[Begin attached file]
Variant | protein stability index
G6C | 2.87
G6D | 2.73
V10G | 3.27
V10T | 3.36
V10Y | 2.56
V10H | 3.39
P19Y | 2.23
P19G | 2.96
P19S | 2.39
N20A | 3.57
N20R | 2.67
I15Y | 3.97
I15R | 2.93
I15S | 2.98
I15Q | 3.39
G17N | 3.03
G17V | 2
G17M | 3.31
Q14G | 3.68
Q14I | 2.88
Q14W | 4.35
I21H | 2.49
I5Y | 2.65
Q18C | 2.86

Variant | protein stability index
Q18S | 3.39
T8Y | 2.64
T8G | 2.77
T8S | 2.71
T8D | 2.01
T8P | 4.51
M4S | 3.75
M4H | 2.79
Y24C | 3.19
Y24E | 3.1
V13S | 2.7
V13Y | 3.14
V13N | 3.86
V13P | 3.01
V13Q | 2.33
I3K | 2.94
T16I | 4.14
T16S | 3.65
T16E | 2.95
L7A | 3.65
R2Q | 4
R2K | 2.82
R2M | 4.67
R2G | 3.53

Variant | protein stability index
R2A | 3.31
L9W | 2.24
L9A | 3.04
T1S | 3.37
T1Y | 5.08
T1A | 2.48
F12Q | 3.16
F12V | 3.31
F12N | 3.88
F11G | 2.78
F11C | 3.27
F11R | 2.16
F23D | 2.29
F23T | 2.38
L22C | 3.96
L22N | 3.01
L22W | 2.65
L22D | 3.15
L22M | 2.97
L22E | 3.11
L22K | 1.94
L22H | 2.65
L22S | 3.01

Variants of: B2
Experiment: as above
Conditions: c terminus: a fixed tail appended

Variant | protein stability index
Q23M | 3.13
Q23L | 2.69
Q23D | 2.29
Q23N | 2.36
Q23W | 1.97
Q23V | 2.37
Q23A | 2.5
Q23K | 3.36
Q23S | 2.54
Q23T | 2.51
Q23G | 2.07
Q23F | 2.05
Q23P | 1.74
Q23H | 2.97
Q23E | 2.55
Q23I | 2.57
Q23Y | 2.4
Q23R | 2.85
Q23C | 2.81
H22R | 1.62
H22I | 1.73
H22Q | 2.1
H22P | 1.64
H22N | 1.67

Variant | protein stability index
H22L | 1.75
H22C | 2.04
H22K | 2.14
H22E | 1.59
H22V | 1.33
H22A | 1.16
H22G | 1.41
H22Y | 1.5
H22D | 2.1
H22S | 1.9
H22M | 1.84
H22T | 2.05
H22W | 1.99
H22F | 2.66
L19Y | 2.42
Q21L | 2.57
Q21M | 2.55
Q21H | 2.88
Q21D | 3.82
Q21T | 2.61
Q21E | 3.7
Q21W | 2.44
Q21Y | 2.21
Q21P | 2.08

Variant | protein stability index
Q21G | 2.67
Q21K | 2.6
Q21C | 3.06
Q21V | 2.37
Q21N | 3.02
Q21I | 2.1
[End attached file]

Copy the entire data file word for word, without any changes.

Variant | protein stability index
G6C | 2.87
G6D | 2.73
V10G | 3.27
V10T | 3.36
V10Y | 2.56
V10H | 3.39
P19Y | 2.23
P19G | 2.96
P19S | 2.39
N20A | 3.57
N20R | 2.67
I15Y | 3.97
I15R | 2.93
I15S | 2.98
I15Q | 3.39
G17N | 3.03
G17V | 2
G17M | 3.31
Q14G | 3.68
Q14I | 2.88
Q14W | 4.35
I21H | 2.49
I5Y | 2.65
Q18C | 2.86

Variant | protein stability index
Q18S | 3.39
T8Y | 2.64
T8G | 2.77
T8S | 2.71
T8D | 2.01
T8P | 4.51
M4S | 3.75
M4H | 2.79
Y24C | 3.19
Y24E | 3.1
V13S | 2.7
V13Y | 3.14
V13N | 3.86
V13P | 3.01
V13Q | 2.33
I3K | 2.94
T16I | 4.14
T16S | 3.65
T16E | 2.95
L7A | 3.65
R2Q | 4
R2K | 2.82
R2M | 4.67
R2G | 3.53

Variant | protein stability index
R2A | 3.31
L9W | 2.24
L9A | 3.04
T1S | 3.37
T1Y | 5.08
T1A | 2.48
F12Q | 3.16
F12V | 3.31
F12N | 3.88
F11G | 2.78
F11C | 3.27
F11R | 2.16
F23D | 2.29
F23T | 2.38
L22C | 3.96
L22N | 3.01
L22W | 2.65
L22D | 3.15
L22M | 2.97
L22E | 3.11
L22K | 1.94
L22H | 2.65
L22S | 3.01

Variants of: B2
Experiment: as above
Conditions: c terminus: a fixed tail appended

Variant | protein stability index
Q23M | 3.13
Q23L | 2.69
Q23D | 2.29
Q23N | 2.36
Q23W | 1.97
Q23V | 2.37
Q23A | 2.5
Q23K | 3.36
Q23S | 2.54
Q23T | 2.51
Q23G | 2.07
Q23F | 2.05
Q23P | 1.74
Q23H | 2.97
Q23E | 2.55
Q23I | 2.57
Q23Y | 2.4
Q23R | 2.85
Q23C | 2.81
H22R | 1.62
H22I | 1.73
H22Q | 2.1
H22P | 1.64
H22N | 1.67

Variant | protein stability index
H22L | 1.75
H22C | 2.04
H22K | 2.14
H22E | 1.59
H22V | 1.33
H22A | 1.16
H22G | 1.41
H22Y | 1.5
H22D | 2.1
H22S | 1.9
H22M | 1.84
H22T | 2.05
H22W | 1.99
H22F | 2.66
L19Y | 2.42
Q21L | 2.57
Q21M | 2.55
Q21H | 2.88
Q21D | 3.82
Q21T | 2.61
Q21E | 3.7
Q21W | 2.44
Q21Y | 2.21
Q21P | 2.08

Variant | protein stability index
Q21G | 2.67
Q21K | 2.6
Q21C | 3.06
Q21V | 2.37
Q21N | 3.02
Q21I | 2.1